All told, international solidarity work offers an important reminder that the labor movement is a global struggle. And in building relationships between labor movements across countries, we can both strengthen our own campaigns at home and gain new insight into how we can advance our shared struggles.

Hear the full presentation from the Forum on Labor’s Future below.

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Commentary Organizing Social Justice

Commentary: On Solidarity with AAPI Communities

| Wenda Tai |

I’ve spent the last 3 days reaching out to my AAPI friends and family, responding to other non-AAPI friends, doom-scrolling through the news coverage and experiencing a traumatic cycle of emotions – sadness, grief, anger, anxiety and more ANGER.

There were some rays of hope and comfort from AAPI representatives and groups speaking up and educating the public about a history of violence and exclusion deliberately buried and distorted. What has been most upsetting for me is the deafening silence from friends and colleagues and many people in the progressive movement. Some have expressed solidarity, issuing statements and committing to
actions. We need more. Now is the time for a true united front against white supremacy and misogyny, against colonization and divide-and-conquer manipulations by the state. We need respected civil rights groups to speak up, not just the AAJC and the ADL. [Note: since this was written, many groups have put out clear and powerful solidarity messages: Poor People’s Campaign, M4BL, Racial Equity Anchor Collaborative, and the NAACP, among others.]

I heartily support Marion’s suggestions. And I applaud the observations about the racist undertone in Biden’s foreign policy toward China.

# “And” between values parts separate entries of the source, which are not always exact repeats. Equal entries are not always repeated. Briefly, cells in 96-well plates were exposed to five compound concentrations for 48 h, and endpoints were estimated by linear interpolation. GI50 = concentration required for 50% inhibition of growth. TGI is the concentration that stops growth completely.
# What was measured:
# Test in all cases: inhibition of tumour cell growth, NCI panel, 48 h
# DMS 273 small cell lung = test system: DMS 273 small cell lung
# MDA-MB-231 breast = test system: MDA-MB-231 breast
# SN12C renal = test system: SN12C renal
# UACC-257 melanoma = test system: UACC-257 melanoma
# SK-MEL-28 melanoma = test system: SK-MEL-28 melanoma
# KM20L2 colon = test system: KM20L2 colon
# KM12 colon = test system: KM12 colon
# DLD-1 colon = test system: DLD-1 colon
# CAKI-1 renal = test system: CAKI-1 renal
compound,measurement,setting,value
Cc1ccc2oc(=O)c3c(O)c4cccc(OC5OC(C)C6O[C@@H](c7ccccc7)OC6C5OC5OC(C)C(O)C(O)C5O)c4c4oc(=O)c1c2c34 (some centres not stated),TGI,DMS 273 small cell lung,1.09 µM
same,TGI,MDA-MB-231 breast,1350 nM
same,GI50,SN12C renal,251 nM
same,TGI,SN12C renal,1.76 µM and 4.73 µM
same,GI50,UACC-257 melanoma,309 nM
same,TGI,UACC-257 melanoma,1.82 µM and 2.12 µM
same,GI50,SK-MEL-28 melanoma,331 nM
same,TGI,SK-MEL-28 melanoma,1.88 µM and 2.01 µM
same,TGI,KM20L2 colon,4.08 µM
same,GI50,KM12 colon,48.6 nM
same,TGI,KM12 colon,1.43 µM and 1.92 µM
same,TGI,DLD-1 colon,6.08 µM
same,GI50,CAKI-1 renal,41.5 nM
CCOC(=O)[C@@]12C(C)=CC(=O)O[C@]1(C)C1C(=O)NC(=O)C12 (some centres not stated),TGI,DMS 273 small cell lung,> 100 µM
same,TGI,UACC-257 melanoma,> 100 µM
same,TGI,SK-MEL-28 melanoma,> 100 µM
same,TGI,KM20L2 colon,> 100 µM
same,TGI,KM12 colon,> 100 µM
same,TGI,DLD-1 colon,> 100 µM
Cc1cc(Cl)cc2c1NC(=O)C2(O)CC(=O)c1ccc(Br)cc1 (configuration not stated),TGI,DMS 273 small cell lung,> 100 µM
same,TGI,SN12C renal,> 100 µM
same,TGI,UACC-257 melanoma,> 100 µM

For me, the Atlanta murders hit very close to home. Not sure many of you know that I spent my teen years in Atlanta as a new immigrant. My memories of high school bullying, micro-aggressions, invisibility, and invalidation just came flooding back. Yet I am encouraged that this is now out in the open and people (Asians and non-Asians
alike) are confronting this. No more hiding because we’re forced to feel white- adjacent and presumed to have the same level of white privilege (“model minority” myth). No more hiding because we feel we don’t “count” as POC. No more hiding because we still have to deal with inter- and intra-Asian colorism and racism within each of the Asian American communities.
 
“Let’s take this opportunity to build solidarity across communities of color and ensure that AAPI voices are listened to. That we count, and are COUNTED, literally! How many official reports and research papers actually disaggregate AAPI data and statistics to get to the underlying issues and needs, instead of getting lumped together and ignored/dismissed?”

This is what I told my former boss, the director of the largest LGBTQ and HIV/AIDS advocacy organization in the Pacific Northwest yesterday and helped him edit a statement. Next, I’m going to work with the largest Community Land Trust in this area to do the same in my capacity as a board member. I hope all of us in the family do the same with the platforms we have and the organizations we work with.
 
Thank you to those who are already on it. Thank you for the thoughtful support and resource sharing. Some of us are starting to keep a tally of who’s done what – not in a negative way – as a document of AAPI movement building to take charge of our lives and futures, avenge the suffering of our ancestors and earn the respect of
future generations, to paraphrase the preamble to the M4BL Reparations Now Toolkit.

One step in many towards healing and restorative justice.